Last month, I had the opportunity to visit a cocoa growing area in Côte d'Ivoire to see first-hand the positive impact that the original pilot of Nestlé's income accelerator programme is having on cocoa farming communities in the country.
To recap, the aim of the accelerator is to improve the livelihoods of cocoa-farming families and to support the transition to more sustainable cocoa farming. The way this is being done is by financially incentivising farmers and their families to take certain actions in four areas that will help them build a more profitable and sustainable business, while at the same time ensuring their children are attending school. Alongside the incentives, which go directly to the farmer and their spouse via mobile payments, critical support is provided to facilitate these actions. The programme is currently in 'test at scale' phase but is expected to roll out to all 160,000 farmers in our cocoa supply chain by the end of the decade.
Take a look at the chart below for the specifics:
My first stop was a visit to the farm of Hamed Yao Bandaman, just outside the village of Tafissou. Bandaman, a married father of eight and long-time cocoa farmer, told us that he had undertaken rigorous pruning of his cocoa trees for the first time earlier this year, spurred on by the financial incentive and the support of a trained pruning group (pruning cocoa trees properly is hard work; it can involve cutting back as much as 60% of each tree, so there is a significant benefit to the farmer in having outside support rather than trying to do it alone). Bandaman showed me the notebook in which he writes down the volume of cocoa yielded from his harvests each year. In the first and second harvests of 2021, pre-pruning, he generated 346 kg of cocoa beans. This year, in his first two harvests, the figure was 915 kg. Not only has the increased yield generated a higher income, but Bandaman has also been able to save money through using less fertiliser. This is because pruning makes the trees healthier and creates space in the canopy, enabling increased light and air to reach the trees and the ground, creating better soil and reducing the number of pests.
Bandaman showed us some of the trees he had been given as part of the Agroforestry & Income Diversification pillars of the programme. Farmers are given 20 forest or fruit trees and will receive an incentive if at least 12 of them are planted. Bandaman has planted avocado and orange trees and is also growing akpi – seeds from a fruit used to make a local seasoning. He told us he uses some of the produce for his family but sells the remainder to provide an additional boost to his income.
Later in the trip, in the tiny village of Bériaboukro, I met a group of women: wives of cocoa farmers, who have been helped by Nestlé and our partner International Cocoa Initiative (ICI) to create a Village Savings & Loans Association.
All members attend a short weekly meeting and pay into the savings fund whatever they can afford that week. In due course, they can take a loan of up to three times the amount they've invested in order to start a business. The loan must be paid back within three months with a fixed interest rate (that benefits those who are saving). I was hugely struck by the creativity and entrepreneurial spirit of these women, many of whom are earning their own income for the very first time.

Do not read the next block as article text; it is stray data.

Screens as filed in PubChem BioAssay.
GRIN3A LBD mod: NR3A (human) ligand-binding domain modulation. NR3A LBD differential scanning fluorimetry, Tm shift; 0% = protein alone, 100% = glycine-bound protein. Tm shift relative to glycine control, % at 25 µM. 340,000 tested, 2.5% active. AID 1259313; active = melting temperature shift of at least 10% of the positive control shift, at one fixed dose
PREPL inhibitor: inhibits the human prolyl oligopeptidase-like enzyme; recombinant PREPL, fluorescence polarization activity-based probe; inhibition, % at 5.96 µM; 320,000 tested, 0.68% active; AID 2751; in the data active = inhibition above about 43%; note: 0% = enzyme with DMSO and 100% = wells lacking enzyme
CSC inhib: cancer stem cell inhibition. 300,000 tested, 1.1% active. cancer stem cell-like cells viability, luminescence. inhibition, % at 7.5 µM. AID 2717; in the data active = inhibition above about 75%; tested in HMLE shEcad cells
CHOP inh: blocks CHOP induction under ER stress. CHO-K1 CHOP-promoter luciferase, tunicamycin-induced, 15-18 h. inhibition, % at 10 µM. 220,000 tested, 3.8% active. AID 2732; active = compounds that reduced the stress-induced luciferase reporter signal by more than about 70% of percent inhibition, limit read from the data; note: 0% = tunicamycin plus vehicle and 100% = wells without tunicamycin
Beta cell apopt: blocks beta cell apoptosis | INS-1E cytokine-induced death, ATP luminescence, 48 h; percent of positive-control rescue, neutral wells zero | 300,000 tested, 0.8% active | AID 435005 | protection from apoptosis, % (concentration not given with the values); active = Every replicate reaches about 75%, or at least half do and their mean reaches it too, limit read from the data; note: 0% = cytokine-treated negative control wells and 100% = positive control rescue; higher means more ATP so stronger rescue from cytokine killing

One entrepreneur told me that she had borrowed CFA 17,000 (about £22) to buy some maize plants. After just a few months, her first maize harvest generated three sacks of produce that she was able to sell for CFA 225,000 (about £300). This money, she told me, had enabled her to fund schooling for her two teenage children (while schooling is free, there are costs for transport, uniforms, equipment and more).
Similar stories abounded: another woman had turned a CFA 40,000 loan into CFA 250,000 by growing and selling peppers; while others had grouped together to set up a business making and selling soaps, using some of their natural, home-grown ingredients, including cocoa, honey and coffee.
There is clear evidence that when women generate an income, they prioritise spending on their children – using the money to buy food, education and healthcare. Supporting women not only empowers them but creates better outcomes for their children.
Elsewhere during my visit, I met a farmer who has been supported to start beekeeping within his farm and is now producing Nestlé Cocoa Plan honey. Other farmers are considering small-scale livestock farming.
These are early days in the income accelerator programme and there remains a great deal of work to be done. However, the commitment of the small Nestlé Cocoa Plan team on the ground, the support of our critical partners to deliver the programme, the engagement of the cocoa co-operatives and the early results attested to by farmers and the communities indicate that there is the potential for significant, tangible progress in the years ahead.
With sincere thanks to members of the SOCODD co-operative for welcoming me.